Wind-up Knight 2 Review (New 3DS)
Clever and increasingly complex level designs
Extra challenges add lots of replayability
Great performance and nice 3D effects
Few character customization options
Wind-up Knight 2 is easily one of the best and competent budget games I’ve ever played. Between its use of humor, clever level design, and smooth performance, I enjoyed every minute of my play including the loading screens. Though I found the overall aesthetic to be weak, Robot Invader put real love into this simple runner and it shows.
A three level tutorial teaches players the basics of controlling your windup knight. While running’s done automatically, players must double jump, wall jump, slash, roll, and shield their way through obstacles. This simple set of controls balances nicely with the increasingly intricate level design; harder sequences of obstacles call for combinations of and quick switches between these simple commands without explicitly stating so. The simple nature of the obstacles themselves gives gameplay an intuitive feel, making the introduction of each new mechanic simple and enjoyable without the need for any further explanation. The feeling of discovery is a lasting element that drew me in from the start.
A few customization options available grant perks and let you slightly alter the appearance of your knight. A metal helm, for example, let’s the knight survive one falling obstacle per life. Most customization options, however, didn’t feature any perks. I feel this is one area that needed a bit more imagination to bring greater value to the in-game currency system. Luckily, all the purchases in the store were done using in-game currency.
Levels are unpredictable and exciting to surmount. Reacting to obstacles on the spot made each level’s first attempt consistently the most exciting, especially given the one-hit lifespan of your knight. The memorization of each environment gets thwarted by the three extra challenge modes offered for each level. In main story missions, you’ll be collecting coins to rack up your score and wind-up keys to keep your knight in march. Often, missing a key pickup can the end for the run as your windup gauge runs dry. One mode has players catching fairies in a butterfly net, one places deadly coins in the optimal paths of each level, and another diamonds in hard to reach places. The deadly coins challenge proved to be particularly arduous; fighting that ingrained urge to collect anything that shines or spins had me facepalming left and right. It’s a simple reversal that proved incredibly frustrating in a fun way.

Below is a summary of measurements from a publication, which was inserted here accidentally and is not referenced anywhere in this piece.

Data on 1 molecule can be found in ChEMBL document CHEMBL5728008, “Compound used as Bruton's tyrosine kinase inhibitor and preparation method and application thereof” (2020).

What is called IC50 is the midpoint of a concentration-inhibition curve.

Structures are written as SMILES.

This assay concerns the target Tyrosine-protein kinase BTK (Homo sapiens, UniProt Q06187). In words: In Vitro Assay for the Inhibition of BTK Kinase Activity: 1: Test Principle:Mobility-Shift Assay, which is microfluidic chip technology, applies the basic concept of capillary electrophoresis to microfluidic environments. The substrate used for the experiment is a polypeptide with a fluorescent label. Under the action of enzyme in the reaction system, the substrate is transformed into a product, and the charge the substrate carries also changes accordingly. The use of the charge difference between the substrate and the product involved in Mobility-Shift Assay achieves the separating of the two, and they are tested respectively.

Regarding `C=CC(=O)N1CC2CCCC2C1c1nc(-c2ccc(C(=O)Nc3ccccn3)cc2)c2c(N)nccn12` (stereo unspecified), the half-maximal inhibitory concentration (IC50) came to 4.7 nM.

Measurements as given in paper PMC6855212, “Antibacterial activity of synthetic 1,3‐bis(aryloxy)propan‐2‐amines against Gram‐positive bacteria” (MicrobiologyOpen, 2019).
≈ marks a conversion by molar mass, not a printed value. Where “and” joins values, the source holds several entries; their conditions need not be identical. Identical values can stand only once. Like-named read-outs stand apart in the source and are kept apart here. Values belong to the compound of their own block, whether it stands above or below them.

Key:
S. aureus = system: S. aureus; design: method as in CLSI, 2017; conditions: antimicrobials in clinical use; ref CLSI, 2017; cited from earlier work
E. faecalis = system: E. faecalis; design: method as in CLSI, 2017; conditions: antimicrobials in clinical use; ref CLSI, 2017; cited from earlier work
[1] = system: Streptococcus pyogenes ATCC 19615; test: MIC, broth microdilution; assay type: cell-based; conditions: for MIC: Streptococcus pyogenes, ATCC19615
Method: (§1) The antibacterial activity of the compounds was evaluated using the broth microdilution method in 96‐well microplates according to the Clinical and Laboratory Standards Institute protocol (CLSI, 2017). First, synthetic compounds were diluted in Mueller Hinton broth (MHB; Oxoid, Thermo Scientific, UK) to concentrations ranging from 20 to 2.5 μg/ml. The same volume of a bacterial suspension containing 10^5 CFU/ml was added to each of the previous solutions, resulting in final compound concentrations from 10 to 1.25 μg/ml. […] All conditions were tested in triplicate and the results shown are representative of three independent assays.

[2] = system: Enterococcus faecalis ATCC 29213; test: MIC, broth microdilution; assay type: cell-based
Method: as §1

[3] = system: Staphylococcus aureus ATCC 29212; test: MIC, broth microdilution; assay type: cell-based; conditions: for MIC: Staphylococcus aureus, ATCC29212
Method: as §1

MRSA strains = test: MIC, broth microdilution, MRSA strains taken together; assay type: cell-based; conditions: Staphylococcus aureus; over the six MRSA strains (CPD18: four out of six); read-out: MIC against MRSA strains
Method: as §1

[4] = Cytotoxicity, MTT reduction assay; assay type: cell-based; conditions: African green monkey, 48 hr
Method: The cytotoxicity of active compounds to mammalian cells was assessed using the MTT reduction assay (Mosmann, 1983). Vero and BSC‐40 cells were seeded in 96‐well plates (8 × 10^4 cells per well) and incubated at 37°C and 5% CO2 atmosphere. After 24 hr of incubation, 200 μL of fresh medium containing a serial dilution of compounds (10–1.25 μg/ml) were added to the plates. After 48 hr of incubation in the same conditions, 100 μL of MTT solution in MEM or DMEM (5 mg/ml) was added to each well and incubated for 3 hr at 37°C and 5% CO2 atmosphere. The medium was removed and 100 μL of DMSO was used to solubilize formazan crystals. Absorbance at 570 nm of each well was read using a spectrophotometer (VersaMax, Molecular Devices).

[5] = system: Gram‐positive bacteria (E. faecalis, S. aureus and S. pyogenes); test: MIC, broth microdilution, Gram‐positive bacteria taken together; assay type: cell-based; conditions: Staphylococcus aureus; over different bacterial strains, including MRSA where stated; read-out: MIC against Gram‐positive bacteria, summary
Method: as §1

During load times, the bottom screen on the DS fills up with a Twitter feed spoof where we hear from users such as teh BLaCK KNiGHT and ThePrincessTM about their daily lives. Not only are their posts humorous but they present a story, however small, that seems to serve as a backdrop to actual gameplay: from what I gathered, the princess is sent on a quest by her father, the black knight is bitter at certain members of the kingdom, and the king tries to constantly spoil his daughter. There’s even a clickbait called MoorFeed that posts articles like “The Cutest 8 Plagues Rats You’ve Ever Seen” and “Top 10 Reasons the Earth Is Flat.” Even though you never meet any characters face to face, they’re each brimming with distinct personalities and voices. Their tweets range from nerdology and pop culture – George naming his adopted hamster “Danzig” that later falls ill and the king starting a crowdsourcing campaign to fund his daughter’s quest – to straight up, well-timed humor, some of which was simply genius. While the narrative never entangled with gameplay, I don’t see it as a fault because of how original the presentation was. Wit wins.
The game’s 3D effects were very well done with environments clearly showing depth and portraying obstacles and the frame-rate remaining consistent, even with the New 3DS’ 3D slider all the way up. The music is pleasant but extremely forgettable, remaining unobtrusive but doing little to enhance gameplay. And yet the game’s overall aesthetic felt uninspired. Your wind-up knight features extremely basic animations and, despite some beautiful backdrop environments, the parts of levels you actually interact with remain basic throughout, with wood, stone, and iron features only the simplest of textures. I personally would pass-up fidelity over performance any day but in this case feel designers could’ve done more. Incorporating the “wind-up” toy idea into the entire world, for example, could’ve helped better unite the game’s premise and world.
A tournament mode lets players compete locally on a single console by passing the New 3DS around. Players compete for a high score in rounds of levels by collecting the most gem pickups scattered throughout each level, often in the most precarious places. It’s a small mode but a welcome bonus for killing time with friends.
Wind-up Knight 2 is features everything and a little more you’d expect from a runner. You’ll laugh, find a solid challenge, and have plenty of more reason to replay. It’s sense of humor played a great role in winning me over but still, at a launch price of $4.99 on the New 3DS, it’s truly one of the best values in the Nintendo Marketplace.
(Note that Wind-Up Knight 2 is playable only on New 3DS systems. It is not compatible with original model 3DS or 2DS hardware.)